const formattedNum = formatPhoneNum('+18005551212'); // (800) 555-1212

    getPluginConfiguration(manager, namespace)

    getPluginConfiguration :: (manager, string) -> object
      const configuration = getPluginConfiguration(manager, 'my_plugin');

    Network Functions

    The library provides a collection of functions -- most of them curried -- for constructing API clients that support various schemes for encoding parameters, authenticating and authorizing requests, adding custom HTTP headers and specifying HTTP methods.

    While the functions can be used in an imperative manner, they've been designed to support a functional programming style. So the suggested usage might look something like this:

    import {pipe} from 'ramda';
    import {setBaseOptions, addBearerToken, addHeader, setEncoding, callApi} from 'jlafer-flex-util';
    const configureApi = pipe(
      addHeader('X-My-Header', 'foo'),
    const myApiOptions = configureApi();
    const bird = {species: 'Owl', name: 'Hootie'};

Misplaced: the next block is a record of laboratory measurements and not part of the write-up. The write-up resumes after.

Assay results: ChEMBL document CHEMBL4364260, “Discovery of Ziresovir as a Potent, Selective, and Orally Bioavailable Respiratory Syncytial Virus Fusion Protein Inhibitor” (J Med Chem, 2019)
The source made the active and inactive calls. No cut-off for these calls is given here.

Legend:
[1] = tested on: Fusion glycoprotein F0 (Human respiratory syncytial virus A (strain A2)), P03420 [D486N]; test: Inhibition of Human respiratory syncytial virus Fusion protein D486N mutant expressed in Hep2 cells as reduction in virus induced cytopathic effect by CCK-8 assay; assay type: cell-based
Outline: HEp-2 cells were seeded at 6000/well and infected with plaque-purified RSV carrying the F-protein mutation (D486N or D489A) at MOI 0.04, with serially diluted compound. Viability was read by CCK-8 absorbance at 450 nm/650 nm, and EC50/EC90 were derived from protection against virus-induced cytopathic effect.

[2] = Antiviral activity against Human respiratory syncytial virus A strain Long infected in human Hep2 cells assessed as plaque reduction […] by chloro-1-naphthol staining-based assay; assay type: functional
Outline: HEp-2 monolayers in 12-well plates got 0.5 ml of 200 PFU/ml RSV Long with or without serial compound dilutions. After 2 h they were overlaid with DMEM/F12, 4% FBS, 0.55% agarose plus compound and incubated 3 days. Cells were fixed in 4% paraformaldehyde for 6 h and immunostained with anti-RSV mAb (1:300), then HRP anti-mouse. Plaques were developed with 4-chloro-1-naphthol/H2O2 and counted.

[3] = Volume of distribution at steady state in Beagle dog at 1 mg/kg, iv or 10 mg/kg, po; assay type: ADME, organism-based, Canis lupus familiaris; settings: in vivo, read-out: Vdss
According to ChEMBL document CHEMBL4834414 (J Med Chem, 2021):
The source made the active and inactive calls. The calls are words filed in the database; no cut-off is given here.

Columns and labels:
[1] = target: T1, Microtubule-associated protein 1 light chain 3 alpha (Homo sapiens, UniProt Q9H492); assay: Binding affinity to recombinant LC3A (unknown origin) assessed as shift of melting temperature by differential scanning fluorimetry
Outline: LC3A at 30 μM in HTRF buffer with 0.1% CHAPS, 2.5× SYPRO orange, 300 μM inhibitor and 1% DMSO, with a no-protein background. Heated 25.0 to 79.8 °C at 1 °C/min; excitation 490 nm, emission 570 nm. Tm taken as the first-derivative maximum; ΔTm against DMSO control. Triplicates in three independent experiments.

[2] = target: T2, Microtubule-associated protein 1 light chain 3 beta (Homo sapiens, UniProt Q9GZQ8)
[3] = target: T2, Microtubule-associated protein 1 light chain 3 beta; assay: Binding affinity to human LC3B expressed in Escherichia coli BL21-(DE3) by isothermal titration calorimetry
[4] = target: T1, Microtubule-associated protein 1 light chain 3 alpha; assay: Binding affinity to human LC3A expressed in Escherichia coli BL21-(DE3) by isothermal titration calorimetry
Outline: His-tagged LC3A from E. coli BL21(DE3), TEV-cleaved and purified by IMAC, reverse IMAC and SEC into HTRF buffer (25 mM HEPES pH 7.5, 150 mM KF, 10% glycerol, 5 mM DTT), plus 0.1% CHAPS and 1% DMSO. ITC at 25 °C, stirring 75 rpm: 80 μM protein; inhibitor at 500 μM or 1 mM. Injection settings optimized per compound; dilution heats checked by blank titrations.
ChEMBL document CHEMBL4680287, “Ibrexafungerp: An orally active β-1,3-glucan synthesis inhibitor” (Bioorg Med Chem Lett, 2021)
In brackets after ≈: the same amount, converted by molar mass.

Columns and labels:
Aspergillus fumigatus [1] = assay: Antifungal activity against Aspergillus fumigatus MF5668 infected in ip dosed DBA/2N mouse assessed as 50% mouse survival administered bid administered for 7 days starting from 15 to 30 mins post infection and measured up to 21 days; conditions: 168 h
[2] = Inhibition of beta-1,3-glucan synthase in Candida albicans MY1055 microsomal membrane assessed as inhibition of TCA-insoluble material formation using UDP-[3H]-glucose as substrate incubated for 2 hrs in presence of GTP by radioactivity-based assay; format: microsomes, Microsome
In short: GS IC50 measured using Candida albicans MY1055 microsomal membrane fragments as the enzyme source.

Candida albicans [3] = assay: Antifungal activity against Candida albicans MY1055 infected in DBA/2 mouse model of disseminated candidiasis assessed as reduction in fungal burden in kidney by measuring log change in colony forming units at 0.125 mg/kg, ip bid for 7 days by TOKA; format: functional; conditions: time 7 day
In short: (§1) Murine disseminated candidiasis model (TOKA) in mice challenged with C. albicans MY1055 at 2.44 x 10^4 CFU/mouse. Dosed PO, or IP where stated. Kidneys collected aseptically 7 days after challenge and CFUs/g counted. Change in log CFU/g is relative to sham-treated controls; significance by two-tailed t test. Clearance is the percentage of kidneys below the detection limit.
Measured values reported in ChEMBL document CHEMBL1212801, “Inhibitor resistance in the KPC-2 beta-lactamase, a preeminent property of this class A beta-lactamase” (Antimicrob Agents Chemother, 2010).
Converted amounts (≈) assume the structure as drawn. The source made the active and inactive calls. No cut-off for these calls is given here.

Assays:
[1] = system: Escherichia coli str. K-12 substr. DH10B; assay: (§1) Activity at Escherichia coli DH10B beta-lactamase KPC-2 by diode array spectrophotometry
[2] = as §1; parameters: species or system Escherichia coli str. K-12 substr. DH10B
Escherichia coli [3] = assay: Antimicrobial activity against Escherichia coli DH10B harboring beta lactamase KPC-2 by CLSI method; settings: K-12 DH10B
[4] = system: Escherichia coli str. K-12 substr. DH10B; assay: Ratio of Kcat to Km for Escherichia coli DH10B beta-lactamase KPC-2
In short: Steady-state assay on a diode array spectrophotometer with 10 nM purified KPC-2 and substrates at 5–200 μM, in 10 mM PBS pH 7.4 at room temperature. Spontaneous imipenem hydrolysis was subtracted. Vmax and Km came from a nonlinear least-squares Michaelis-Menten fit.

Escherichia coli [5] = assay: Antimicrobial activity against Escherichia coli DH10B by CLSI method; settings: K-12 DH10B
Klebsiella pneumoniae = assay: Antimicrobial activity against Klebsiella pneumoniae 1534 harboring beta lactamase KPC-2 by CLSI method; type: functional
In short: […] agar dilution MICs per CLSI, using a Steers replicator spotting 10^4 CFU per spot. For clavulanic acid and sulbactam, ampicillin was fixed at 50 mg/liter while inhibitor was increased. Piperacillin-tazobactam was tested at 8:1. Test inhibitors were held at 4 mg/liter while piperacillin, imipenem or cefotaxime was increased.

const response = await callApi(myApiOptions, '/animals', 'post', bird);


    This function is not curried and can be used to start a function composition. It returns an options object that is then passed to other helper functions, which enhance the options and then pass it along.

    setBaseOptions :: () -> object
      const baseOptions = setBaseOptions();

    addBasicCredentials(username, password, options)

    This curried function adds Basic authentication credentials to the API client options.

    addBasicCredentials :: (string, string) -> object -> object
      const newOptions = addBasicCredentials('my-username', 'my-password', options);

    addBearerToken(token, options)

    This curried function adds a Bearer token to the API client options.

    addBearerToken :: string -> object -> object
      const newOptions = addBearerToken('my-bearer-token', options);